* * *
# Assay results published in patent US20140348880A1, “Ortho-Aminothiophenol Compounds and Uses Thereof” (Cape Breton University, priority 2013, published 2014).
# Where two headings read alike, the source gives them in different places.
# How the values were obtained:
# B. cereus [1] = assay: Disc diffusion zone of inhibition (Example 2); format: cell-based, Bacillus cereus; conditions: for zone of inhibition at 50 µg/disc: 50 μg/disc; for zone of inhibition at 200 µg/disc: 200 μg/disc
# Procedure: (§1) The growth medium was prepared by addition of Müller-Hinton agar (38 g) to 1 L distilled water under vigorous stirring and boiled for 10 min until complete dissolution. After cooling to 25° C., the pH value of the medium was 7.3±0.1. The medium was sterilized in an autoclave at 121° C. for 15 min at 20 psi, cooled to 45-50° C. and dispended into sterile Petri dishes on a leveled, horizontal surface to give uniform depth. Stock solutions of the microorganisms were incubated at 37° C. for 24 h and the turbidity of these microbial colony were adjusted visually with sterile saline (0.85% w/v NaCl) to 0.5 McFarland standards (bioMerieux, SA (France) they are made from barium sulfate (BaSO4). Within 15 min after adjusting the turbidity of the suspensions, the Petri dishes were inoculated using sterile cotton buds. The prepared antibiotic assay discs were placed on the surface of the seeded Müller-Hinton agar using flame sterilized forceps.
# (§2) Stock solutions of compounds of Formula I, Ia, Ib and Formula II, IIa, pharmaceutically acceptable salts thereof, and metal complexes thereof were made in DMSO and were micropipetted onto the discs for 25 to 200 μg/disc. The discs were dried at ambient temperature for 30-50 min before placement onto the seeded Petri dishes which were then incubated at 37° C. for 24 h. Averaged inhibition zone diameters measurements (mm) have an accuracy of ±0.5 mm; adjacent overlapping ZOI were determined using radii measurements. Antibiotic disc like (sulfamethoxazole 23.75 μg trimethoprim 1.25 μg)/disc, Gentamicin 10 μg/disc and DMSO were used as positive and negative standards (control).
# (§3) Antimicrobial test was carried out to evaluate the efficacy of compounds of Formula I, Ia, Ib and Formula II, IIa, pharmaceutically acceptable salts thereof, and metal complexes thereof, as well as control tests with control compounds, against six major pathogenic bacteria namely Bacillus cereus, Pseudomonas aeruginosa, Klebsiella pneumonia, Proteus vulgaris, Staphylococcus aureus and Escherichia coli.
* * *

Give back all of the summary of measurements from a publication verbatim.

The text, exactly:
# Assay results published in patent US20140348880A1, “Ortho-Aminothiophenol Compounds and Uses Thereof” (Cape Breton University, priority 2013, published 2014).
# Where two headings read alike, the source gives them in different places.
# How the values were obtained:
# B. cereus [1] = assay: Disc diffusion zone of inhibition (Example 2); format: cell-based, Bacillus cereus; conditions: for zone of inhibition at 50 µg/disc: 50 μg/disc; for zone of inhibition at 200 µg/disc: 200 μg/disc
# Procedure: (§1) The growth medium was prepared by addition of Müller-Hinton agar (38 g) to 1 L distilled water under vigorous stirring and boiled for 10 min until complete dissolution. After cooling to 25° C., the pH value of the medium was 7.3±0.1. The medium was sterilized in an autoclave at 121° C. for 15 min at 20 psi, cooled to 45-50° C. and dispended into sterile Petri dishes on a leveled, horizontal surface to give uniform depth. Stock solutions of the microorganisms were incubated at 37° C. for 24 h and the turbidity of these microbial colony were adjusted visually with sterile saline (0.85% w/v NaCl) to 0.5 McFarland standards (bioMerieux, SA (France) they are made from barium sulfate (BaSO4). Within 15 min after adjusting the turbidity of the suspensions, the Petri dishes were inoculated using sterile cotton buds. The prepared antibiotic assay discs were placed on the surface of the seeded Müller-Hinton agar using flame sterilized forceps.
# (§2) Stock solutions of compounds of Formula I, Ia, Ib and Formula II, IIa, pharmaceutically acceptable salts thereof, and metal complexes thereof were made in DMSO and were micropipetted onto the discs for 25 to 200 μg/disc. The discs were dried at ambient temperature for 30-50 min before placement onto the seeded Petri dishes which were then incubated at 37° C. for 24 h. Averaged inhibition zone diameters measurements (mm) have an accuracy of ±0.5 mm; adjacent overlapping ZOI were determined using radii measurements. Antibiotic disc like (sulfamethoxazole 23.75 μg trimethoprim 1.25 μg)/disc, Gentamicin 10 μg/disc and DMSO were used as positive and negative standards (control).
# (§3) Antimicrobial test was carried out to evaluate the efficacy of compounds of Formula I, Ia, Ib and Formula II, IIa, pharmaceutically acceptable salts thereof, and metal complexes thereof, as well as control tests with control compounds, against six major pathogenic bacteria namely Bacillus cereus, Pseudomonas aeruginosa, Klebsiella pneumonia, Proteus vulgaris, Staphylococcus aureus and Escherichia coli.